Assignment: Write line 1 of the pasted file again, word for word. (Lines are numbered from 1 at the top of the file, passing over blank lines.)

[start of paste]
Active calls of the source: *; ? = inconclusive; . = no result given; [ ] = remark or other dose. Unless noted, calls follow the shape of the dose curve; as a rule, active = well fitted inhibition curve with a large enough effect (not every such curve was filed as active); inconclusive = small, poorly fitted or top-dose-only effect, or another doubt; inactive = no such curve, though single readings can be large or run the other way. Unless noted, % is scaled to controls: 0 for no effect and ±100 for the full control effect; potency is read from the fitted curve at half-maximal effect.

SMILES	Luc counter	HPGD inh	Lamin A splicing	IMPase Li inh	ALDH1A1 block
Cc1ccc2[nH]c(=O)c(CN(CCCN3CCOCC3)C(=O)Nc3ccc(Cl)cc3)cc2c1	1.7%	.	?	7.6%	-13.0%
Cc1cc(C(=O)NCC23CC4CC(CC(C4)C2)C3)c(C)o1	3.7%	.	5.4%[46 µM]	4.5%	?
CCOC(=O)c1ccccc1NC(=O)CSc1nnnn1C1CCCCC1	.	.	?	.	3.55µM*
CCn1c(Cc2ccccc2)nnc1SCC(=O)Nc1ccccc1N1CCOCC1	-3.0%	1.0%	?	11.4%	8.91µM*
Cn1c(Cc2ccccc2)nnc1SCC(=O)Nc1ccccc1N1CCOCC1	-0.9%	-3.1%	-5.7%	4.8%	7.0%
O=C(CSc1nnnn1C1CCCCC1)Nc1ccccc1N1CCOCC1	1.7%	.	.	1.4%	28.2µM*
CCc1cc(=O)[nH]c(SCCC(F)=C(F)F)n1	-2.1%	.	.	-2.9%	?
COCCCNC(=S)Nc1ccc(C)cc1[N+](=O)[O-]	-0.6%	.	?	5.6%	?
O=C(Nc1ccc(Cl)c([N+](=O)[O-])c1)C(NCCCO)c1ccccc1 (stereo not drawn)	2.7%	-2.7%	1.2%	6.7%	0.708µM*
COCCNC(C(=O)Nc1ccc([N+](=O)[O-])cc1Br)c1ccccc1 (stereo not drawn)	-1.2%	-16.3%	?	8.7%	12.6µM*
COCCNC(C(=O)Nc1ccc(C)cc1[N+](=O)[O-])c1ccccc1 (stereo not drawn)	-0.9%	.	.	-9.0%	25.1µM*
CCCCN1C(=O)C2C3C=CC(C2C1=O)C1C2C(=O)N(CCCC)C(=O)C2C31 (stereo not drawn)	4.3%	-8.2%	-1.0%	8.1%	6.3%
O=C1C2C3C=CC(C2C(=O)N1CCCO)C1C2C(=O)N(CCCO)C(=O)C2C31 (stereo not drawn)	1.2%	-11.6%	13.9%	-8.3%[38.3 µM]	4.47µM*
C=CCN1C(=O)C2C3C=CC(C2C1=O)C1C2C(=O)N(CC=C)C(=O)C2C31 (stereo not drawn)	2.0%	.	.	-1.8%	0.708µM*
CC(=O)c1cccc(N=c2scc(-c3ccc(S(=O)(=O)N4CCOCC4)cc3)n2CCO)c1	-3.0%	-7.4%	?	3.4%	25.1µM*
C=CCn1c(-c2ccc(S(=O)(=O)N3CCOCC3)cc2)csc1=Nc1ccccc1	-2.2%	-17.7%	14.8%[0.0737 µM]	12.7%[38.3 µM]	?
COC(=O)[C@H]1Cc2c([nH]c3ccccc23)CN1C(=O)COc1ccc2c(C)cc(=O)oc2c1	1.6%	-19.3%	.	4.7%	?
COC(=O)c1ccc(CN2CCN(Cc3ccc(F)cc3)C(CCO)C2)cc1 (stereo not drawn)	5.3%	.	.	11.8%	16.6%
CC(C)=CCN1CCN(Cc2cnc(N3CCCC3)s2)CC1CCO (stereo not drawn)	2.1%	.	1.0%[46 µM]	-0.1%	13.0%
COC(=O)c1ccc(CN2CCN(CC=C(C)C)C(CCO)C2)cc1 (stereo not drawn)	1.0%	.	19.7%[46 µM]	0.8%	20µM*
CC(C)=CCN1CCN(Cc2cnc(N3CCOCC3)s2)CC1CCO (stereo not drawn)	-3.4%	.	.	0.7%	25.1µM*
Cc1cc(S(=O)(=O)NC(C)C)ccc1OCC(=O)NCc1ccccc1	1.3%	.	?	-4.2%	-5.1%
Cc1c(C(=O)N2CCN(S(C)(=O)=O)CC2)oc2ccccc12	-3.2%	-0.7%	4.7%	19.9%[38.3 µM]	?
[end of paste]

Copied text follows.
Active calls of the source: *; ? = inconclusive; . = no result given; [ ] = remark or other dose. Unless noted, calls follow the shape of the dose curve; as a rule, active = well fitted inhibition curve with a large enough effect (not every such curve was filed as active); inconclusive = small, poorly fitted or top-dose-only effect, or another doubt; inactive = no such curve, though single readings can be large or run the other way. Unless noted, % is scaled to controls: 0 for no effect and ±100 for the full control effect; potency is read from the fitted curve at half-maximal effect.